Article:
January 3, 2013
On Thursdays, the Daily Voice showcases selected Thursday Morning Memos, reflective essays about clinical experiences written by faculty, alumni, residents and students of the Department of Family Medicine & Community Health and, occasionally, contributors from other departments. Thursday Morning Memos is UMass Medical School’s homegrown version of narrative medicine, in which the authors process their experiences through writing. To learn more, visit: http://www.umassmed.edu/news/articles/2011/personal_stories.aspx.
Beth Mazyck, MD, clinical associate professor of family medicine & community health, vice president of medical services at Community Health Connections Family Health Centers and staff physician at Fitchburg Community Health Center, informed me that her story was not exactly one about a clinical success. I would argue that her success is in wrestling with the death of a long-time patient, meeting with the family, and finding grief in her heart as her doctor. Each of us has likely had a similar event—I can remember mine. First year in practice, patient died a week after I saw her and I scanned the file over and over, even gave it to a colleague to review. Even when we offer our best care, patients die. Medicine (as we know it) has no answers in some cases. However, humanity always does.—Hugh Silk, MD
I saw her Monday afternoon. Early Wednesday morning she died in her sleep at home.
What did I do wrong? What did I miss?
She had been my patient for 15 years. Over that time, she had a heart attack and developed congestive heart failure and chronic obstructive pulmonary disease, and had always been morbidly obese. She had a cardiologist. She had a pulmonologist. But on Monday she came to see me, her primary care provider, because she had a cough that was keeping her up at night.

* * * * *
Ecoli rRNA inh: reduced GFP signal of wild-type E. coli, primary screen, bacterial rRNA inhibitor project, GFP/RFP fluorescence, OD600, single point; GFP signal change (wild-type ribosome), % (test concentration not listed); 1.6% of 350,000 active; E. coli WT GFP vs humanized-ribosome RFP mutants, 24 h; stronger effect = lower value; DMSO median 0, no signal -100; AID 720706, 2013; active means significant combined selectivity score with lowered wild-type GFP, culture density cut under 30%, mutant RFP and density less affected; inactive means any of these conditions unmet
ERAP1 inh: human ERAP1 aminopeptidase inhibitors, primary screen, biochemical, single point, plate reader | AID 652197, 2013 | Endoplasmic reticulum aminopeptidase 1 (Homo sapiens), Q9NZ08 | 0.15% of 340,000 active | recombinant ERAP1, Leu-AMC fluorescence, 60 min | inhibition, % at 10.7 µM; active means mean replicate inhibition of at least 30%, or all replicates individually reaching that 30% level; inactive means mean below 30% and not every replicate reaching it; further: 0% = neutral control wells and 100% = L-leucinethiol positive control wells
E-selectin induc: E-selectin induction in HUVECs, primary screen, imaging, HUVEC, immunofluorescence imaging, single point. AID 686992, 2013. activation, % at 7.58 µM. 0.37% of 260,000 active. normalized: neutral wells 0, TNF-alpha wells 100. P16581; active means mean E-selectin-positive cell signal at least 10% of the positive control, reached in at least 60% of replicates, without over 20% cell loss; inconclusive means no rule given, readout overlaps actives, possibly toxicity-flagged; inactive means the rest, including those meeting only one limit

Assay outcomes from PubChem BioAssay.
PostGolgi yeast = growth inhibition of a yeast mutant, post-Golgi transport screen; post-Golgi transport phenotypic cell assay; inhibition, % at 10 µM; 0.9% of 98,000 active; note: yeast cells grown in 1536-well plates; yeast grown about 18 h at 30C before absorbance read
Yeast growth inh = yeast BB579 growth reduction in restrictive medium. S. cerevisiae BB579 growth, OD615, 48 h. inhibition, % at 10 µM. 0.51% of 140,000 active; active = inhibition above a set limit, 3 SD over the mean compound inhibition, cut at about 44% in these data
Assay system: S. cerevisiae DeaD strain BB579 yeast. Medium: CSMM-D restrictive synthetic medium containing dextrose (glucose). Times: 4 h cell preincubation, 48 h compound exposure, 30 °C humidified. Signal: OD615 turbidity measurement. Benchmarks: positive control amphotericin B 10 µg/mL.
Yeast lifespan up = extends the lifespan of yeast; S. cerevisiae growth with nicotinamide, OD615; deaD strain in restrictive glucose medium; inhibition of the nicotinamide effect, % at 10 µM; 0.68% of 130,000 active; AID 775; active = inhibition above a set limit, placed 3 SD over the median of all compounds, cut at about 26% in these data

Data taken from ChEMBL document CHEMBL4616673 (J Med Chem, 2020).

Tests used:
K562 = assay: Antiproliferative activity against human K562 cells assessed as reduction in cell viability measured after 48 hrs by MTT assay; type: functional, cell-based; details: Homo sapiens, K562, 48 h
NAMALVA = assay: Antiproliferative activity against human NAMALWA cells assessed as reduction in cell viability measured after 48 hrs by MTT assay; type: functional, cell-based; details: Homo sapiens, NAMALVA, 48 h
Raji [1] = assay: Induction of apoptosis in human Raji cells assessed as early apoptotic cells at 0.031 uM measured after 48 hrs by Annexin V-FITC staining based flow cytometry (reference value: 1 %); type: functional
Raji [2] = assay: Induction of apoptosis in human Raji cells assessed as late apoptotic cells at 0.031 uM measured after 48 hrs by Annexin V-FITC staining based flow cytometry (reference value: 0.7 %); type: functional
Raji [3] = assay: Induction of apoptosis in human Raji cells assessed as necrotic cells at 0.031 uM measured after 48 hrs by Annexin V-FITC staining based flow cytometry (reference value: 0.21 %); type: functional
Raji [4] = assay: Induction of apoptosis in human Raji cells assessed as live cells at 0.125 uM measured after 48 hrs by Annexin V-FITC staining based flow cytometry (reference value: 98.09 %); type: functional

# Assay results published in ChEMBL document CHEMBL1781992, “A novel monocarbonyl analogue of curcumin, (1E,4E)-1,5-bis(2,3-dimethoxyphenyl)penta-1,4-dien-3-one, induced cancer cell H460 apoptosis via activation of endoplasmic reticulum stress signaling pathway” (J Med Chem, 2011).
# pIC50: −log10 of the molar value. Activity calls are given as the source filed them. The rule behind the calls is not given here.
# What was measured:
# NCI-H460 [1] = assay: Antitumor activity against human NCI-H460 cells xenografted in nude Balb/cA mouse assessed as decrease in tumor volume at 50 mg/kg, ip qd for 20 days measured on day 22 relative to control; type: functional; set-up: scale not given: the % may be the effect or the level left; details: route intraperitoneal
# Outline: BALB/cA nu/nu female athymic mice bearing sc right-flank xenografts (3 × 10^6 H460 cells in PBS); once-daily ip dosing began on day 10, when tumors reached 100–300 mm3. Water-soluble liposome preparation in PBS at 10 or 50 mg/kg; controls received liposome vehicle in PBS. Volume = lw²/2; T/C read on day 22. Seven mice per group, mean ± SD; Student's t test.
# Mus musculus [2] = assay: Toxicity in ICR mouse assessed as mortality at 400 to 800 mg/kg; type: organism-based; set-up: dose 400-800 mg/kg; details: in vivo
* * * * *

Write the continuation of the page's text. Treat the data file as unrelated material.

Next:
Her vital signs were normal. Her exam was essentially normal. I ordered a chest X-ray, told her to take extra Lasix for the mild ankle edema. I offered to see her back in one week, but she thought that two weeks would be fine. I had one of our medical assistants take her down to radiology by wheelchair for the X-ray, then wait with her for the taxi that would take her home.
Wednesday evening, when I finally had time to review the message that she had died early that morning, I called her daughter, expressed my shock, and gave her my condolences. I arranged for a visit the next day for her daughter and her husband, both of whom are also patients of mine.
I reviewed my note, the chest X-ray results. I missed nothing. There was no indication that she needed to have gone to the emergency department. Intellectually I know there was nothing more that I could have done.
So, why do I still feel that I should have done more? That I should have known somehow?
What did I miss?
I miss her.